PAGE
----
To my eyes (and in my brain), this initial version of the photo shows why this flower is commonly and locally referred to as a “black iris” — even if, botanically speaking, it’s not officially a black iris, of which there are very few since most are dark-dark purple rather than black. And in post-processing, that’s exactly how Lightroom sees it: colors my eyes interpreted as black actually contain various shades of dark purple (and dark blue). Here’s what happens when the only change I make in Lightroom is to increase the photo’s overall brightness…

… and Lightroom exposes the purple (and blue) that the camera actually captured. If I keep increasing brightness, the flowers get even purplier (!!) — making The Photographer wonder what colors are correct, and suggesting that variations between how we perceive color and how a camera can interpret it may be wildly different.

But that takes us back to what I — and not the camera — experienced: irises whose colors appeared mostly as black, especially so on this overcast day. So this becomes the challenge: how to represent the flower as a black iris, yet still create an image that has some interesting color variations, without over-purpling (!!) it. Here’s where I ended out, after experimenting with varying the hue, saturation, and luminance of purple and blue colors, while coming up with a combination of brightness and contrast that preserved the swaths of black. Now you see the colors as I experienced them, especially how each flower petal shifts from shades of purple at the outer edges (and at the stem) towards black at each petal’s center and on their undersides. And by adding a touch of extra detail in Lightroom to each of the blossoms, even the “velvet texture” described in the quotation at the top of this post comes through.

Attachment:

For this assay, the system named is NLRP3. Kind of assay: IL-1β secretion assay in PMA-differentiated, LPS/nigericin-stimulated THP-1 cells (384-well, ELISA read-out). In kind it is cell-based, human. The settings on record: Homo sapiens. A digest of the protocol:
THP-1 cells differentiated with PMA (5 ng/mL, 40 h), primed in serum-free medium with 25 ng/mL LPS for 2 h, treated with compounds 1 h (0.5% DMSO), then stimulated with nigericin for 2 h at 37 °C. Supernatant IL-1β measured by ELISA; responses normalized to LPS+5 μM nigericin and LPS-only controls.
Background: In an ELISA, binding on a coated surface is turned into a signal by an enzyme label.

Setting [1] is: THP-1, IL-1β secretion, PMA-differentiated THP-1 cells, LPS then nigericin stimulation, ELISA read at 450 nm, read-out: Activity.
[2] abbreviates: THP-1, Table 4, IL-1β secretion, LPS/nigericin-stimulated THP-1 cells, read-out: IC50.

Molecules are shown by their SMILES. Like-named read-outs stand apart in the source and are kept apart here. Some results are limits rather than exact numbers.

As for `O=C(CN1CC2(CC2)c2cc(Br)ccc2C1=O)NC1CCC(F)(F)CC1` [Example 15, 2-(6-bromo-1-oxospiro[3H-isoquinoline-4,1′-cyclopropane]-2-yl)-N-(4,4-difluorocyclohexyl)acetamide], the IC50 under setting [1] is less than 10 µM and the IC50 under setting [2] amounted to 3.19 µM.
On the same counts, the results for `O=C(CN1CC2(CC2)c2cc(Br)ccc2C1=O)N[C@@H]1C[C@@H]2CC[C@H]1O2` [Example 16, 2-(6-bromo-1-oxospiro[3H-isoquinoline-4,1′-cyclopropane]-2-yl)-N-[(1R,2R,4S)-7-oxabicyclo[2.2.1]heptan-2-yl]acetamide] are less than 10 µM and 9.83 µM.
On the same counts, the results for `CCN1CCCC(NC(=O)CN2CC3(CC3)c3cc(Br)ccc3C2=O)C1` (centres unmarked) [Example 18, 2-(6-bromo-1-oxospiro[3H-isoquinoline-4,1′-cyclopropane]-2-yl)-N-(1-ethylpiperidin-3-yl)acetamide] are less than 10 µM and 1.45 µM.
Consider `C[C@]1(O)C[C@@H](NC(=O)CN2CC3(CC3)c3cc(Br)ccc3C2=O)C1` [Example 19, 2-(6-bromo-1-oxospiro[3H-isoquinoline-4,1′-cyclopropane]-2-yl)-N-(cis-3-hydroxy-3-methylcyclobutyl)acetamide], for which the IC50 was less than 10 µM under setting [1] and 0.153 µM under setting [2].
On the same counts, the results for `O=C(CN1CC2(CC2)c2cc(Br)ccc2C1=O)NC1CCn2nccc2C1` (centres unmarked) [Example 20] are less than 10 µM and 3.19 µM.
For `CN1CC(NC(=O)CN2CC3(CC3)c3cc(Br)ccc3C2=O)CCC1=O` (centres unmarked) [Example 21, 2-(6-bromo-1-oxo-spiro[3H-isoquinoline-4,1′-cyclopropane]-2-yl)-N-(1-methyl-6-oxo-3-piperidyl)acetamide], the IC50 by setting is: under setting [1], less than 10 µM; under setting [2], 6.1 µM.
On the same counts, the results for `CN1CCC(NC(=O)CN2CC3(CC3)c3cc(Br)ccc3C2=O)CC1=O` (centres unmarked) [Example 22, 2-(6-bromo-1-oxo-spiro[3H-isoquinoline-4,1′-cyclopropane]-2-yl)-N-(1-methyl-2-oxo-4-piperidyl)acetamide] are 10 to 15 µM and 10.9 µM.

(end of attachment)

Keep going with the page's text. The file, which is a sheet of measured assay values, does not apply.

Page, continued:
All of the photos in this series got similar treatment, though for each one I made different adjustments to the color variables, since even the slightest changes in cloud cover, background color, or reflected light (as from nearby statues) created variations in purple and blue intensity when the photos were taken.

Overall, this was a fun experiment with color, one that started on a fine spring day when freshly blooming irises were plentiful at Oakland Cemetery’s gardens. The number of blooms and color variations were surprising (even to me!) and I’m currently working through a backlog of iris photos in shades of brown, orange, peach, white, yellow, more blue and purple, and some with distinct color variations between their standards and falls — like white and purple or yellow and burgundy. The color wheel will be well-represented in all these photos as I post them — along with more history of this regal plant.

Thanks for reading and taking a look!